Department of Medicine, Division of Infectious Diseases and Immunology; Program in Molecular Medicine; Graduate School of Biomedical Sciences
Amino Acids, Peptides, and Proteins | Bacterial Infections and Mycoses | Biochemistry, Biophysics, and Structural Biology | Immunology and Infectious Disease
The high global burden of cryptococcosis has made development of a protective vaccine a public health priority. We previously demonstrated that a vaccine composed of recombinant Cryptococcus neoformans chitin deacetylase 2 (Cda2) delivered in glucan particles (GPs) protects BALB/c and C57BL/6 mice from an otherwise lethal challenge with a highly virulent C. neoformans strain. An immunoinformatic analysis of Cda2 revealed a peptide sequence predicted to have strong binding to the MHC Class II (MHC II) H2-IAd allele found in BALB/c mice. BALB/c mice vaccinated with GPs containing a 32 amino acid peptide (Cda2-Pep1) that included this strong binding region were protected from cryptococcosis. Protection was lost with GP-based vaccines containing versions of recombinant Cda2 protein and Cda2-Pep1 with mutations predicted to greatly diminish MHC II binding. Cda2 has homology to the three other C. neoformans chitin deacetylases, Cda1, Cda3 and Fpd1, in the high MHC II binding region. GPs loaded with homologous peptides of Cda1, Cda3 and Fpd1 protected BALB/c mice from experimental cryptococcosis, albeit not as robustly as the Cda2-Pep1 vaccine. Finally, seven other peptides were synthesized based on regions in Cda2 predicted to contain promising CD4+ T cell epitopes in BALB/c or C57BL/6 mice. While five peptide vaccines significantly protected BALB/c mice, only one protected C57BL/6 mice. Thus, GP-based vaccines containing a single peptide can protect mice against cryptococcosis. However, given the diversity of human MHC II alleles, a peptide-based Cryptococcus vaccine for use in humans would be challenging and likely need to contain multiple peptide sequences.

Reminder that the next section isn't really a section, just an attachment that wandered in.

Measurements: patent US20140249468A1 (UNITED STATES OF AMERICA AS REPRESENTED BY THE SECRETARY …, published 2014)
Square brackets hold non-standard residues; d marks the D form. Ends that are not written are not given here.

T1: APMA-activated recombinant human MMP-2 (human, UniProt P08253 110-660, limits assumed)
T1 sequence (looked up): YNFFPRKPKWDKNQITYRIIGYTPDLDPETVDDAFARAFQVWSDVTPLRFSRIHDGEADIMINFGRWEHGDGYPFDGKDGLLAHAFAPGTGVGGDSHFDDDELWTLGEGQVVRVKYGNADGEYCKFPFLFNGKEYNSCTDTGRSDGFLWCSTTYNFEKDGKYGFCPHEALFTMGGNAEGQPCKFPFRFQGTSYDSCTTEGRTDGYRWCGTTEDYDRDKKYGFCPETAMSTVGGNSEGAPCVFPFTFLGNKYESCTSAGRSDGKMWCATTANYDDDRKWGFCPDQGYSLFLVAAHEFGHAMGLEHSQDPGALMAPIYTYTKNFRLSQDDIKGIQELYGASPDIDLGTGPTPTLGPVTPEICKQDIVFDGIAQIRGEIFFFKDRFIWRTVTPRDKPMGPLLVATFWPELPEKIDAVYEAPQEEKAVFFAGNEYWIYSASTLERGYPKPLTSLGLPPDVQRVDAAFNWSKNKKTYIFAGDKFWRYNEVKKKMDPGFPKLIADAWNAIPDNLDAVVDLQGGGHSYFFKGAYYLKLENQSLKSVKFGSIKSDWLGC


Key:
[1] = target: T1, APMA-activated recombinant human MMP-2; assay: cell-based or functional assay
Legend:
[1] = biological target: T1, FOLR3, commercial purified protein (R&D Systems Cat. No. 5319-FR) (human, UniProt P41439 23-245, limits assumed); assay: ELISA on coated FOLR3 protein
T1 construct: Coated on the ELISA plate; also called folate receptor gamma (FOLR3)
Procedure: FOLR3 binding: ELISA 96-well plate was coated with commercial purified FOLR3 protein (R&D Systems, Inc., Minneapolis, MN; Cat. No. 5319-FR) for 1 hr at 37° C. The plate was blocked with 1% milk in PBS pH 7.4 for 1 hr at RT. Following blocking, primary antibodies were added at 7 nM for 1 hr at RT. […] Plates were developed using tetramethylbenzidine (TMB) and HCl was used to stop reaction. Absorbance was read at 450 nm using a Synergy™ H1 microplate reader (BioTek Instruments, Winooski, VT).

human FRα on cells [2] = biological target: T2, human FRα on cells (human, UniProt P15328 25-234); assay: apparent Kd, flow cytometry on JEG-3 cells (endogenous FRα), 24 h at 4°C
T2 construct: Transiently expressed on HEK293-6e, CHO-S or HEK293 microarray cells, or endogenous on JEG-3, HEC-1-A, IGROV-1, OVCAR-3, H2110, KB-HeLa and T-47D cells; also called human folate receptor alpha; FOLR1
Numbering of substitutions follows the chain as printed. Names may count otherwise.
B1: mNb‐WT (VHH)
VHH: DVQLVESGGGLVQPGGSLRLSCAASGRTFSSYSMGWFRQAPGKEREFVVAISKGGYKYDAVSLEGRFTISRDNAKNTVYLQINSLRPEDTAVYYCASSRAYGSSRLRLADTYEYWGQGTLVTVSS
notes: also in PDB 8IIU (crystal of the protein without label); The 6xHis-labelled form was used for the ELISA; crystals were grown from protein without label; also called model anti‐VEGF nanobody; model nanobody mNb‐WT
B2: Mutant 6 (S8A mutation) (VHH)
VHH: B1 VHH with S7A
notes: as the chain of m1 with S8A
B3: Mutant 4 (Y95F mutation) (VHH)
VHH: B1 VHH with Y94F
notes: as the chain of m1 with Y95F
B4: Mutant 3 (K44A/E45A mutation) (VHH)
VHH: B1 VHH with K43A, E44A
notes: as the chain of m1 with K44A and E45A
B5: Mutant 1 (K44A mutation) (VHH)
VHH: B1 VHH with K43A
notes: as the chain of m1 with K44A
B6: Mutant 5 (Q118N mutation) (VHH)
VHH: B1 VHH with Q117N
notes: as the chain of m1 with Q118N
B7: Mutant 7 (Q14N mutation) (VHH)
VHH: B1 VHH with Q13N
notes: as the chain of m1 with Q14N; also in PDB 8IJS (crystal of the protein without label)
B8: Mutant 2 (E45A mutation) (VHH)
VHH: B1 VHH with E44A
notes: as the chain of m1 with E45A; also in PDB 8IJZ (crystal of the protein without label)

Importance: Cryptococcosis, due to infection by fungi of the Cryptococcus neoformans species complex, is responsible for substantial morbidity and mortality in immunocompromised persons, particularly those with AIDS. Cryptococcal vaccines are a public health priority yet are not available for human use. We previously demonstrated mice could be protected from experimental cryptococcosis with vaccines composed of recombinant cryptococcal proteins encased in hollow highly purified yeast cell walls (glucan particles). Here, we examined one such protective protein, Cda2, and using bioinformatics, identified a region predicted to stimulate strong T cell responses. A peptide containing this region formulated in glucan particle-based vaccines protected mice as well as the recombinant protein. Other peptide vaccines also protected, including peptides containing sequences from proteins homologous to Cda2. These preclinical mouse studies provide a proof of principle that peptides can be effective as vaccines to protect against cryptococcosis and that bioinformatic approaches can guide peptide selection.
Immunology, cryptococcosis, vaccine
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DOI of Published Version
bioRxiv 2021.11.12.468465; doi: https://doi.org/10.1101/2021.11.12.468465. Link to preprint on bioRxiv.
Specht CA, Homan EJ, Lee CK, Mou Z, Gomez CL, Hester MM, Abraham A, Rus F, Ostroff GR, Levitz SM. (2021). Protection of mice against experimental cryptococcosis by synthesized peptides delivered in glucan particles [preprint]. University of Massachusetts Medical School Faculty Publications. https://doi.org/10.1101/2021.11.12.468465. Retrieved from https://escholarship.umassmed.edu/faculty_pubs/2097
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